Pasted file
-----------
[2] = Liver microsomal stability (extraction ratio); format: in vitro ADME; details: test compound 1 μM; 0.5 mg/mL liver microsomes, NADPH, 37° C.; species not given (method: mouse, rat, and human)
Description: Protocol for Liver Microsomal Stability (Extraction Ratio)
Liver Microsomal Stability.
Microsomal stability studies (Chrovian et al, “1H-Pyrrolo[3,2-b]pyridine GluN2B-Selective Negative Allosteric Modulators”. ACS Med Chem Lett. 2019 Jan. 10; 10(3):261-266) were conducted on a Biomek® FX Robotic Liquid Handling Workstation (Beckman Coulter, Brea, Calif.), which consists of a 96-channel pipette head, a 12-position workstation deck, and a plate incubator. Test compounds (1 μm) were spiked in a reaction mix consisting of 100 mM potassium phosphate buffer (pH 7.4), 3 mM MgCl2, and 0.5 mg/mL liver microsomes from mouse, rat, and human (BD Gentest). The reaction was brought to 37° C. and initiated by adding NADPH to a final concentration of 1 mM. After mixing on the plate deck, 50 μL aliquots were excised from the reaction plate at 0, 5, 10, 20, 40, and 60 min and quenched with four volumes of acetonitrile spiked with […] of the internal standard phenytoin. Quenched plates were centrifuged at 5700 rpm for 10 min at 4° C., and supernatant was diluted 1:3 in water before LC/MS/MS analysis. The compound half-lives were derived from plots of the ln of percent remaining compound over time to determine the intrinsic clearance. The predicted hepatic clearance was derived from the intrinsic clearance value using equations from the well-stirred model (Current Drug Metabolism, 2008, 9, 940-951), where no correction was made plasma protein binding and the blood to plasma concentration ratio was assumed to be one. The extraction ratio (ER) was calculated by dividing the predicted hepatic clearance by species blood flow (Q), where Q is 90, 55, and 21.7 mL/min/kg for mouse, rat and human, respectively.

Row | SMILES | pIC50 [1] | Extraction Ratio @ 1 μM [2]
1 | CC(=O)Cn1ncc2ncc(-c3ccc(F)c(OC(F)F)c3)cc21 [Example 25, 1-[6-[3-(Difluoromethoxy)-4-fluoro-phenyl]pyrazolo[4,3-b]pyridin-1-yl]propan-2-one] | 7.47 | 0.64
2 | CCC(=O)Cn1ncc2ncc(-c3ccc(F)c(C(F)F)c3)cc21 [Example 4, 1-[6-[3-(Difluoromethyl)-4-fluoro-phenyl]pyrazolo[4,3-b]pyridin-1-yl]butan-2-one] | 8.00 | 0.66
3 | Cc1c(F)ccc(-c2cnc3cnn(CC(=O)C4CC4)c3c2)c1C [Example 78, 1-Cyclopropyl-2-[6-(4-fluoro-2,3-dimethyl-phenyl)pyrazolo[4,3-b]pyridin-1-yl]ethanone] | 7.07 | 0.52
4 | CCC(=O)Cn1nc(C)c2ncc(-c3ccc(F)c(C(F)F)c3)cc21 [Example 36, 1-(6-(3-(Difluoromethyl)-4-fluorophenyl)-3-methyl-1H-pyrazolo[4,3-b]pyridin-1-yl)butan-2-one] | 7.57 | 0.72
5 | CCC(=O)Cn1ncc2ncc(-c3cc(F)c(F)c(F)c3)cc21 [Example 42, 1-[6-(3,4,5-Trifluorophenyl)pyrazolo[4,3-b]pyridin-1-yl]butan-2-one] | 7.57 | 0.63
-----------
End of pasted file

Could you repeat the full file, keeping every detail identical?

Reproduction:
[2] = Liver microsomal stability (extraction ratio); format: in vitro ADME; details: test compound 1 μM; 0.5 mg/mL liver microsomes, NADPH, 37° C.; species not given (method: mouse, rat, and human)
Description: Protocol for Liver Microsomal Stability (Extraction Ratio)
Liver Microsomal Stability.
Microsomal stability studies (Chrovian et al, “1H-Pyrrolo[3,2-b]pyridine GluN2B-Selective Negative Allosteric Modulators”. ACS Med Chem Lett. 2019 Jan. 10; 10(3):261-266) were conducted on a Biomek® FX Robotic Liquid Handling Workstation (Beckman Coulter, Brea, Calif.), which consists of a 96-channel pipette head, a 12-position workstation deck, and a plate incubator. Test compounds (1 μm) were spiked in a reaction mix consisting of 100 mM potassium phosphate buffer (pH 7.4), 3 mM MgCl2, and 0.5 mg/mL liver microsomes from mouse, rat, and human (BD Gentest). The reaction was brought to 37° C. and initiated by adding NADPH to a final concentration of 1 mM. After mixing on the plate deck, 50 μL aliquots were excised from the reaction plate at 0, 5, 10, 20, 40, and 60 min and quenched with four volumes of acetonitrile spiked with […] of the internal standard phenytoin. Quenched plates were centrifuged at 5700 rpm for 10 min at 4° C., and supernatant was diluted 1:3 in water before LC/MS/MS analysis. The compound half-lives were derived from plots of the ln of percent remaining compound over time to determine the intrinsic clearance. The predicted hepatic clearance was derived from the intrinsic clearance value using equations from the well-stirred model (Current Drug Metabolism, 2008, 9, 940-951), where no correction was made plasma protein binding and the blood to plasma concentration ratio was assumed to be one. The extraction ratio (ER) was calculated by dividing the predicted hepatic clearance by species blood flow (Q), where Q is 90, 55, and 21.7 mL/min/kg for mouse, rat and human, respectively.

Row | SMILES | pIC50 [1] | Extraction Ratio @ 1 μM [2]
1 | CC(=O)Cn1ncc2ncc(-c3ccc(F)c(OC(F)F)c3)cc21 [Example 25, 1-[6-[3-(Difluoromethoxy)-4-fluoro-phenyl]pyrazolo[4,3-b]pyridin-1-yl]propan-2-one] | 7.47 | 0.64
2 | CCC(=O)Cn1ncc2ncc(-c3ccc(F)c(C(F)F)c3)cc21 [Example 4, 1-[6-[3-(Difluoromethyl)-4-fluoro-phenyl]pyrazolo[4,3-b]pyridin-1-yl]butan-2-one] | 8.00 | 0.66
3 | Cc1c(F)ccc(-c2cnc3cnn(CC(=O)C4CC4)c3c2)c1C [Example 78, 1-Cyclopropyl-2-[6-(4-fluoro-2,3-dimethyl-phenyl)pyrazolo[4,3-b]pyridin-1-yl]ethanone] | 7.07 | 0.52
4 | CCC(=O)Cn1nc(C)c2ncc(-c3ccc(F)c(C(F)F)c3)cc21 [Example 36, 1-(6-(3-(Difluoromethyl)-4-fluorophenyl)-3-methyl-1H-pyrazolo[4,3-b]pyridin-1-yl)butan-2-one] | 7.57 | 0.72
5 | CCC(=O)Cn1ncc2ncc(-c3cc(F)c(F)c(F)c3)cc21 [Example 42, 1-[6-(3,4,5-Trifluorophenyl)pyrazolo[4,3-b]pyridin-1-yl]butan-2-one] | 7.57 | 0.63